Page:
Preface: a stentorian narrator tells us that the USA was flooded with Nazi spies in 1939-41. One such tries to recruit college grad Bill Dietrich, who becomes a double agent for the FBI. While Bill trains in Hamburg, a street-accident victim proves to have been spying on atom-bomb secrets; conveniently, Dietrich is assigned to the New York spy ring stealing these secrets. Can he track down the mysterious "Christopher" before his ruthless associates unmask and kill him?Written by
Rod Crawford <email@example.com>
Many of the bit roles in this film were played by real F.B.I. Agents, and this was their only film. See more »
When the agents are preparing to do the first survey of the house they are wearing CD (Civil Defense) arm bands on their right arms. The next scene shows them approaching the house and the arm bands are now on their left arms. See more »
Viewed as a period piece, semi-documentary about Nazi espionage still holds interest
This is the story of how the FBI supposedly cracked a Nazi espionage ring on the trail of Manhattan Project (the A-Bomb) in the early years of World War II. As a movie, its chief significance is that it kicked off a spate of semi-documentary movies paying tribute to one or another of the U.S. government's law enforcement agencies and celebrating Our Tax Dollars at Work. Such films became a staple of the noir cycle; a few of them even achieved distinction (T-Men, for instance).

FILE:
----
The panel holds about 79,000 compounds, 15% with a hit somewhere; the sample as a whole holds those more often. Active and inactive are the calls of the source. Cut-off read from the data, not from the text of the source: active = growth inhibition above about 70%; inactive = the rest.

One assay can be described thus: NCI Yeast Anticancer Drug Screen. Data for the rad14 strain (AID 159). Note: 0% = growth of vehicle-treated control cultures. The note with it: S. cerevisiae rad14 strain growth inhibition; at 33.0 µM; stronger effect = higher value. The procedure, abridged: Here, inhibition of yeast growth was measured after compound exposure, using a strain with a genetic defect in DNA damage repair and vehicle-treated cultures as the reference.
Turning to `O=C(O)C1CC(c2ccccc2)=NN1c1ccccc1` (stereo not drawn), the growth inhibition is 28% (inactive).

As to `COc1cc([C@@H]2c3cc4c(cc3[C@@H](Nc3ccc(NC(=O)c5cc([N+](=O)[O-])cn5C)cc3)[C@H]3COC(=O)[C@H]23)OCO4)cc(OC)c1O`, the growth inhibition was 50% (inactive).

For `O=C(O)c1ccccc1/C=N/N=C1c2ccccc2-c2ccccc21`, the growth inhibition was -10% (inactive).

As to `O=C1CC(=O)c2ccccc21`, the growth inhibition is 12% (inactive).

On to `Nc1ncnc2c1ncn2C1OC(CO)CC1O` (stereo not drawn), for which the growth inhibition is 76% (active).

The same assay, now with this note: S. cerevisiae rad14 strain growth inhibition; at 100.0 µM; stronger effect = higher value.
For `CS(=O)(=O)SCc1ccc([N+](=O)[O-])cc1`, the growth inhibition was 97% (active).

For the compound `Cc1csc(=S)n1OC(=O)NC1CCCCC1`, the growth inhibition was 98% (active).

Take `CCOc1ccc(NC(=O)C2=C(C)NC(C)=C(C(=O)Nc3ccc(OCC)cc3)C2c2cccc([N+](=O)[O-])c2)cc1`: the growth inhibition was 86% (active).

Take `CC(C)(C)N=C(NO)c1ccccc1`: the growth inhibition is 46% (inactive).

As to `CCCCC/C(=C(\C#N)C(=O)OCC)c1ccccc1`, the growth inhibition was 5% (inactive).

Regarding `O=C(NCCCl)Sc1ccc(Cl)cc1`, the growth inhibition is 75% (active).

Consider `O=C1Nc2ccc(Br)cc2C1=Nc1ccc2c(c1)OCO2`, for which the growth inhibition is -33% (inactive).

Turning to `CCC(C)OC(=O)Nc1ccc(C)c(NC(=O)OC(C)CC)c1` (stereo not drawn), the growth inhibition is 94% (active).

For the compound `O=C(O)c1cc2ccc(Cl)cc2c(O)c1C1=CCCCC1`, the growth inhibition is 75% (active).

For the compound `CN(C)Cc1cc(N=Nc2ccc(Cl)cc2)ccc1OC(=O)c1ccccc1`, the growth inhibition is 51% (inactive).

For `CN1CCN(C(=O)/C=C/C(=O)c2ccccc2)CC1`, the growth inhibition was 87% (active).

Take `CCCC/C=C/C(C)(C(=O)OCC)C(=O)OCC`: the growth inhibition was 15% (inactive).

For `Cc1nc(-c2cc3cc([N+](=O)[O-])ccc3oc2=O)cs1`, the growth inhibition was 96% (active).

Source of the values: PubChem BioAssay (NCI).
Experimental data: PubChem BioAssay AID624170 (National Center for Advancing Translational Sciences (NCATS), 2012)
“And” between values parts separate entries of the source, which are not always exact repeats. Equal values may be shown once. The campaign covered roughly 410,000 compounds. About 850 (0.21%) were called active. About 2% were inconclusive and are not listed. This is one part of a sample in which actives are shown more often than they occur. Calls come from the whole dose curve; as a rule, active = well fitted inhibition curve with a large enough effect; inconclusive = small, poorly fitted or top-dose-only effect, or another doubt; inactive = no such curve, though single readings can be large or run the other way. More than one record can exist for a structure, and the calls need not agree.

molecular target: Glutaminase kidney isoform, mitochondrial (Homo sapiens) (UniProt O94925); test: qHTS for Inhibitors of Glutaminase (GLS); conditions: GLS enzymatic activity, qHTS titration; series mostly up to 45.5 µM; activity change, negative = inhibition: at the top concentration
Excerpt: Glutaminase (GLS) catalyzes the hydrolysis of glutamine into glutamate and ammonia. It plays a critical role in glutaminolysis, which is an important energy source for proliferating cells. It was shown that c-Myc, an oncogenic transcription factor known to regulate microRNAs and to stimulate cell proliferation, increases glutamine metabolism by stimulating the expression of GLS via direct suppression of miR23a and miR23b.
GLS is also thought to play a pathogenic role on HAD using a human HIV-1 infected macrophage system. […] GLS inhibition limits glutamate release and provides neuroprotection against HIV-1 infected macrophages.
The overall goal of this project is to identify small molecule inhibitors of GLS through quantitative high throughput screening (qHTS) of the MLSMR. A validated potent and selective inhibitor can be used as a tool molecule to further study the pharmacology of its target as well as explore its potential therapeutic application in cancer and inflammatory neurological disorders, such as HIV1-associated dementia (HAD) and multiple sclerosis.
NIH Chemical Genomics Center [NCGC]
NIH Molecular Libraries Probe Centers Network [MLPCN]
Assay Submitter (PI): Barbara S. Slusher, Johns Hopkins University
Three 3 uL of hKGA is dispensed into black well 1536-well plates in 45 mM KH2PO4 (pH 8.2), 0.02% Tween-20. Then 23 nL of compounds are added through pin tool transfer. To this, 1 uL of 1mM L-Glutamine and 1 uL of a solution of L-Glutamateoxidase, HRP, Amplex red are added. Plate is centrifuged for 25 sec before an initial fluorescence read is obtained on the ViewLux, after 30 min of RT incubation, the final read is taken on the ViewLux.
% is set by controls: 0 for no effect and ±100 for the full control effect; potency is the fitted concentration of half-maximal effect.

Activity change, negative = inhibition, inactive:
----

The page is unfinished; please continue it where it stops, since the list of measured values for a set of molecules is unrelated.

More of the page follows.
William Eythe, a young American, is recruited by and trained in Germany to be a spy; in fact he works as a double agent for the FBI. The film, shot largely on location, traces the actions of the nest of vipers on New York's upper east side. Their unofficial master seems to be Signe Hasso, under cover of running a chic dress boutique. Her opposite number, who runs Eythe, is Lloyd Nolan (who was to reprise his role as Inspector Briggs in subsequent films).
The film's period flavor keeps it from seeming too dated, because the spying looks quite primitive to audiences spoiled by James Bond gimmickry and later, even more sophisticated, espionage thrillers. And, from a modern perspective, the smug boastfulness about the Bureau's -- and America's -- infallibility becomes a bit hard to swallow. There's little texture or nuance in the film, but, as a quasi-historical document, it exerts its own fascination.
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